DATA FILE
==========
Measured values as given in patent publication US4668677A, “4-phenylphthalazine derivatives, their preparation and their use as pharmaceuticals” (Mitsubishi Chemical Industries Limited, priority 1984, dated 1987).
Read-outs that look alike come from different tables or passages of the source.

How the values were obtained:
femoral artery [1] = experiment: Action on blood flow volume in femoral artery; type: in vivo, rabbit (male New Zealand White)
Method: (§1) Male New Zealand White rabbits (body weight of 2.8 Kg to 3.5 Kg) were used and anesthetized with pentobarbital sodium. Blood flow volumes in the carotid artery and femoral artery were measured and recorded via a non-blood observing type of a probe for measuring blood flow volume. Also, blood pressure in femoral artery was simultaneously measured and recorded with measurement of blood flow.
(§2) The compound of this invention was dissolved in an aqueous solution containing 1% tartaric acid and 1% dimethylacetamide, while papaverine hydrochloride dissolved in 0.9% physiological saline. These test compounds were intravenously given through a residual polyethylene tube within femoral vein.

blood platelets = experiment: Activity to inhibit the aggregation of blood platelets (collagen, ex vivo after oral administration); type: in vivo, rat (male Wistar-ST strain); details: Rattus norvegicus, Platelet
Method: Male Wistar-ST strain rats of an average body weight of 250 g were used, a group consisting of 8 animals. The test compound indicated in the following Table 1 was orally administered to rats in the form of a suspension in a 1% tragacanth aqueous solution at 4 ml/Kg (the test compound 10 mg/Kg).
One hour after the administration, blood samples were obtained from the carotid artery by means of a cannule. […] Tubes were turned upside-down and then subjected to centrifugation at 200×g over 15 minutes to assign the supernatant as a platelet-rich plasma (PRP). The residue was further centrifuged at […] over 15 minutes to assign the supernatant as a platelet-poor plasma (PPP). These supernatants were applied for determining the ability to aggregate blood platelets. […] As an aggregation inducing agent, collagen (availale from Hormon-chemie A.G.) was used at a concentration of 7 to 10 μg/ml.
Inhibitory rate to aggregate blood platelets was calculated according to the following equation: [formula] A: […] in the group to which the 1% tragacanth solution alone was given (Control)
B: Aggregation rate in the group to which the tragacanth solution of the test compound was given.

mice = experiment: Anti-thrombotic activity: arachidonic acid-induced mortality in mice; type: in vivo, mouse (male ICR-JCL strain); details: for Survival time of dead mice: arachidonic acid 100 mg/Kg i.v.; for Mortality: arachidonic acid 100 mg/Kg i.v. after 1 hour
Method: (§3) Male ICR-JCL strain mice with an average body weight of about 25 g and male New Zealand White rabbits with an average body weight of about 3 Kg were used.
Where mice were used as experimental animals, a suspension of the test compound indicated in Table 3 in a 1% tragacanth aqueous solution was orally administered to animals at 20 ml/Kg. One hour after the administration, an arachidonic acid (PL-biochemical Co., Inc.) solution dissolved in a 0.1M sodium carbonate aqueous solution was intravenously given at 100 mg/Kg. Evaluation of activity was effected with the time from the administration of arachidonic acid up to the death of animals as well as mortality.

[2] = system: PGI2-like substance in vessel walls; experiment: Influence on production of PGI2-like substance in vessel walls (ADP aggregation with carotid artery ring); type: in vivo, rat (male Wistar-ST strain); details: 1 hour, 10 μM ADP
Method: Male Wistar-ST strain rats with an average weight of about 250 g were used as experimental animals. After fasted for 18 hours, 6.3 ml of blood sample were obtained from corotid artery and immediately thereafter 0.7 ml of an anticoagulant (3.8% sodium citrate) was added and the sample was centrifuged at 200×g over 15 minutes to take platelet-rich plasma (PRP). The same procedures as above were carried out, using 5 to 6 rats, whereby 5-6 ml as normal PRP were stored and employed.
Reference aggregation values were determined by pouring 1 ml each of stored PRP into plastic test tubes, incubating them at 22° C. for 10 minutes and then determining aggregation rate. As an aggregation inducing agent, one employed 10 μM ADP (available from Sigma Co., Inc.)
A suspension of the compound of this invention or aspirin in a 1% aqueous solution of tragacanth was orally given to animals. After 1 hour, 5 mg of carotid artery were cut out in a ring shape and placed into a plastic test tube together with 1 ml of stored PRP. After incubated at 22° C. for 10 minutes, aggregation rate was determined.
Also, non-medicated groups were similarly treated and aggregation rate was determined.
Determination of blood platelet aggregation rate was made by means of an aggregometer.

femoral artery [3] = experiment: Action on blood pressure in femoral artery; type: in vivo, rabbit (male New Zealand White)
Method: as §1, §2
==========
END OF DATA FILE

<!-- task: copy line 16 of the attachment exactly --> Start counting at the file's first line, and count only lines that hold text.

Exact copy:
Method: Male Wistar-ST strain rats with an average weight of about 250 g were used as experimental animals. After fasted for 18 hours, 6.3 ml of blood sample were obtained from corotid artery and immediately thereafter 0.7 ml of an anticoagulant (3.8% sodium citrate) was added and the sample was centrifuged at 200×g over 15 minutes to take platelet-rich plasma (PRP). The same procedures as above were carried out, using 5 to 6 rats, whereby 5-6 ml as normal PRP were stored and employed.